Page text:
Gunnison Sage-Grouse

In a November op-ed in The Hill, conservation scientist Amanda Rodewald argues that the U.S. Fish and Wildlife Service’s recent controversial decision to list the Gunnison sage-grouse as threatened under the Endangered Species Act is the best middle path. 

Faculty Fellows in The Hill

December 10, 2014

Gunnison Sage-Grouse

In a November op-ed in The Hill, conservation scientist Amanda Rodewald argues that the U.S. Fish and Wildlife Service’s recent controversial decision to list the Gunnison sage-grouse as threatened under the Endangered Species Act is the best middle path. The threatened listing will protect the bird, while still recognizing the promise of ongoing grassroots conservation efforts. She writes:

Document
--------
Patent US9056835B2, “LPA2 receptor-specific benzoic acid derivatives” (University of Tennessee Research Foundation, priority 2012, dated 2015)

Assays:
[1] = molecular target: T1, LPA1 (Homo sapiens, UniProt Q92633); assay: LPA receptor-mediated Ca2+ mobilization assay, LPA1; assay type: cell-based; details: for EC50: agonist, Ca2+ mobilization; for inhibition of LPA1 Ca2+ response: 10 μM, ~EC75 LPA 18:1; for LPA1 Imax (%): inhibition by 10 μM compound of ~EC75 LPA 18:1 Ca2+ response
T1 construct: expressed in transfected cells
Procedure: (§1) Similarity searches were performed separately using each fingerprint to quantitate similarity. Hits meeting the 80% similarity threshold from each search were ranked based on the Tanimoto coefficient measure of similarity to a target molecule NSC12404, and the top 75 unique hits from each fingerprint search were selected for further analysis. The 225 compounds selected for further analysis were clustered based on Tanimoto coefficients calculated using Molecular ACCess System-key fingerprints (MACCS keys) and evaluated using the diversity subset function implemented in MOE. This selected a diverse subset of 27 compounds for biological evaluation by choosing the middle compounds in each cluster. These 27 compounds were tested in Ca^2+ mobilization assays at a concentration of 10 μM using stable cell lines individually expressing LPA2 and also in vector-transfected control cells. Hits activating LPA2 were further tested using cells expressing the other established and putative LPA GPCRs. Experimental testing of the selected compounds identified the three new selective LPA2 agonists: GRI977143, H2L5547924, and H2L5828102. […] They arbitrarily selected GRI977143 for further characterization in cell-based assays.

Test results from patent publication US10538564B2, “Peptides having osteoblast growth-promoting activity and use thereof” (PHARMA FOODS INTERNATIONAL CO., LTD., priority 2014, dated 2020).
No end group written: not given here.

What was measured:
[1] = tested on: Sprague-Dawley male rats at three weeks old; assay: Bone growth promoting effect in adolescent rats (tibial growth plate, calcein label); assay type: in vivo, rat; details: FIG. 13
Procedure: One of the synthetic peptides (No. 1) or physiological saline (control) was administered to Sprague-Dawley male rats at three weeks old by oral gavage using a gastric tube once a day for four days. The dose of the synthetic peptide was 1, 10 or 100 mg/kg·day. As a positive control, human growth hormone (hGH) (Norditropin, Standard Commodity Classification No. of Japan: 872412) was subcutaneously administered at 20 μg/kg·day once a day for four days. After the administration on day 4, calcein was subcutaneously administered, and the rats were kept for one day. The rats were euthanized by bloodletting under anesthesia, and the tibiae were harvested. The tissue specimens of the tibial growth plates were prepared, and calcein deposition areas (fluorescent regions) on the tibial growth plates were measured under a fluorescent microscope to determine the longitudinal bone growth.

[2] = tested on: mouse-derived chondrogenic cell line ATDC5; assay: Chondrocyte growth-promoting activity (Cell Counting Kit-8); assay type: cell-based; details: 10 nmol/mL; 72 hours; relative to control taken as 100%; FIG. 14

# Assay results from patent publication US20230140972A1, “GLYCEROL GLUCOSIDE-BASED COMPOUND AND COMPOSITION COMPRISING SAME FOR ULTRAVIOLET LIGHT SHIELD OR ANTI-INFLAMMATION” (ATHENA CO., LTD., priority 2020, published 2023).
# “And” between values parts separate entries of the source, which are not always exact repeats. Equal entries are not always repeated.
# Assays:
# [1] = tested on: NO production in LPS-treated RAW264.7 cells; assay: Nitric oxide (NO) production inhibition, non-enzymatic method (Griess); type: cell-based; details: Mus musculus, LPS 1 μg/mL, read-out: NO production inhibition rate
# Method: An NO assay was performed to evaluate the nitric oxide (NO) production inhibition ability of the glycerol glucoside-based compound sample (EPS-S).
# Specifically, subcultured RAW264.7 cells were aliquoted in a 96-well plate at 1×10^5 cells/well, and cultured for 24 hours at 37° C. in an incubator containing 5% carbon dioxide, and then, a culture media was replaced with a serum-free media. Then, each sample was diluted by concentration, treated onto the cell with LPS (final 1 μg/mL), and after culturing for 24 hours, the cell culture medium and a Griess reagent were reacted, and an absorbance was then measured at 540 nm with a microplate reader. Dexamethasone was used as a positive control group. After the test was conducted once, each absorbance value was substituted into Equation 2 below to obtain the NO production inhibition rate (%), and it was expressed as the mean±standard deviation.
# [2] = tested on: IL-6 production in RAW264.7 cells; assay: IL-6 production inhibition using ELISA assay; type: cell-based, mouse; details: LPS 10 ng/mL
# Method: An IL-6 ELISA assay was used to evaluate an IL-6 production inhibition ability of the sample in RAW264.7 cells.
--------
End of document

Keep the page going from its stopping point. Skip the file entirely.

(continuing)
Had the U.S. Fish and Wildlife Service doubted the ability of voluntary efforts to contribute meaningfully to the recovery of the Gunnison sage-grouse, the bird would be listed as endangered, with few exemptions or special provisions. In the end, given the private-land realities of conservation for the Gunnison sage-grouse, coupled with the demonstrated goodwill and efforts by partners, this wise, partnership-friendly decision by the U.S. Fish and Wildlife Service offers the best hope and way forward for preserving the future of this bird and its uniquely American habitat.

Rodewald’s piece is part of a monthly series supported by the Atkinson Center, written in alternating months by Rodewald and ACSF faculty director of environment Alex Travis. Travis’s most recent column reflects on sustainable markets and biodiversity.

Also visit Chuck Greene’s op-ed “Winning the War on Fossil Fuels,” out this week.

Read Rodewald’s op-ed in The Hill.

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